The sounds of (near) silence

You may have wondered, how quiet is our village at this time of year? My answer: Very. The only occasional loud noises occur when a large truck or tractor rumbles through Daglan on the main street, or when someone is employing hammers and saws for a renovation project.

Otherwise, we are talking seriously quiet. I’ll illustrate with two brief examples.

Earlier this week, I was heading out our front steps when I paused to listen to a strange sound. It took me a few seconds to figure it out, but then I realized that the loudest thing I was hearing was — wait for it — the sound of leaves falling through the branches of a neighbour’s walnut tree. Yes, the loudest thing I could hear was the sound of falling leaves.

Now even that source of noise is gone. After just a few days, the cold we’ve been experiencing at night has caused most of the walnut tree’s leaves to drop, so that the tree top looks like this:

By now, nearly all the leaves are down.

And then yesterday, as I went out to my car, the loudest sound I could hear was the water gushing out of the nearby lavoir — the spring-fed pool that was used by previous generations of women to wash their clothes. Because we’ve had so much rain recently, more water than usual is running underground from the hills surrounding Daglan and winding up in the lavoir. From there it flows into a small stream, and then rushes on to the Céou River, a tributary of the mighty Dordogne.

In any case, here’s the source of all that rushing water noise:

The water eventually runs into the Céou.

To be fair, one regular source of noise that’s fairly close to our house is the village church. The church bells ring out the hour (five rings for 5 o’clock — a.m. or p.m. — and so forth), with one “ding” on each half hour. As well, the bells ring crazily at 7 a.m., noon and 7 p.m., calling the faithful to prayer; that’s called the angelus or angelus bell. Funnily enough, my wife Jan and I are so used to the sound of the bells that we hardly notice them.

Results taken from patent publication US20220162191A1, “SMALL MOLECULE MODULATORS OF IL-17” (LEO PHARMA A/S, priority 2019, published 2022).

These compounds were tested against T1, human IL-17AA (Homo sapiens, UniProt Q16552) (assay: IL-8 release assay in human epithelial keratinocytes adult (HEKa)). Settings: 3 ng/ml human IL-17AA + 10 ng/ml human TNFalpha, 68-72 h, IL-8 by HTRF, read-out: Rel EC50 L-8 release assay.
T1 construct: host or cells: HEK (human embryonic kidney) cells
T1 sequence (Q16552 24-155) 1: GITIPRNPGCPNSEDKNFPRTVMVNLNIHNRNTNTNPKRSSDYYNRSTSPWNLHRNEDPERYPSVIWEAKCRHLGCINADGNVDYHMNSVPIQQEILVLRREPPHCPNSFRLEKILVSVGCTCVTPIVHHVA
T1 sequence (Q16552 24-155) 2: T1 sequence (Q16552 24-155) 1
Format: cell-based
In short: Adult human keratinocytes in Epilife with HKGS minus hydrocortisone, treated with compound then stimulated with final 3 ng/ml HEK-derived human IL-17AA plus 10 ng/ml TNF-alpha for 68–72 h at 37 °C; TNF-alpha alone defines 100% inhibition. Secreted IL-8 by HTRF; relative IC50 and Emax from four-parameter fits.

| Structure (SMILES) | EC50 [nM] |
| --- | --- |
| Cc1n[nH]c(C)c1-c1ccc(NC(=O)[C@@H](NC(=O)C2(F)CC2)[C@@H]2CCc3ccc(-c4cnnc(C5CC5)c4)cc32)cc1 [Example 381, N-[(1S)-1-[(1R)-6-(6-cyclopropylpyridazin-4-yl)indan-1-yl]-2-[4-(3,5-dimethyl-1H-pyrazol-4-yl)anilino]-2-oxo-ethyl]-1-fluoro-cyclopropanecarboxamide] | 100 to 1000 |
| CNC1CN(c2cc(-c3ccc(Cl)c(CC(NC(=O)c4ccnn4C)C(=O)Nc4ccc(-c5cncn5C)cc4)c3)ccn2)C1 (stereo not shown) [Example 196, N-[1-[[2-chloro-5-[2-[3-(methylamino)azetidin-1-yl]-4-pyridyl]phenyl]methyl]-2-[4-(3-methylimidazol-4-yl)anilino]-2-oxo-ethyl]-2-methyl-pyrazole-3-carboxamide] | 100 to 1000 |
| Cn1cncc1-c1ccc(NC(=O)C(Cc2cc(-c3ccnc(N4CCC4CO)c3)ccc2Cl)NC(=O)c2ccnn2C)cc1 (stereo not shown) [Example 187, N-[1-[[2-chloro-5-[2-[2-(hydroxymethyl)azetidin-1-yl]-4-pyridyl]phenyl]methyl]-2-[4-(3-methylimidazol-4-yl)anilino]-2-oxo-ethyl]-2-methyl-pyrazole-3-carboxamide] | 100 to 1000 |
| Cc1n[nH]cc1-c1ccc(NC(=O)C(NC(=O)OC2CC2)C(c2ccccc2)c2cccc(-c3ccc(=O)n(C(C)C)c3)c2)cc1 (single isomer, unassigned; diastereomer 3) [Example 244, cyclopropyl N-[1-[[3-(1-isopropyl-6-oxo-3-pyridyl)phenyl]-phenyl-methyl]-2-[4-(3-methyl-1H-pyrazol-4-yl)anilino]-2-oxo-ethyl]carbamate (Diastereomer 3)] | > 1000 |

As I said, it’s a pretty quiet village.


This entry was posted in Flora and fauna, Life in southwest France, Weather in the Dordogne and tagged , , , , , , , , . Bookmark the permalink.

3 Responses to The sounds of (near) silence

  1. Jill and Sam Hershfield says:


    (Quietly) Has your blog always been “ad supported”?

    • loren24250 says:

      Hi there. Not sure about the “ad supported.” Certainly it’s not anything I’m involved in, and I get no revenue from the blog. I suppose WordPress means that it — WordPress — benefits from selling ads. Helps them to defray costs of running this rather huge platform on which a lot of blogs reside.

  2. Joe says:

    Thank you Lauren.
    It is nice to know how a quiet village sounds.
    I have heard the sound of wind in the leaves around here,
    but not often. It takes a lot of wind, and lots of leaves.
    The leaves are all falling early this year.
    In some places they fill up the streets so you cannot see the pavement.
    One looked like a giant leaf covered field connecting two houses that face each other.
    There are so many hired yard men working trucks block one of the lanes,
    and you have to work your way around them. Cars back up waiting for one another
    to pass. And there is the lone homeowner working to clean up his own place,
    a man who does it himself. So much industry preparing for winter.

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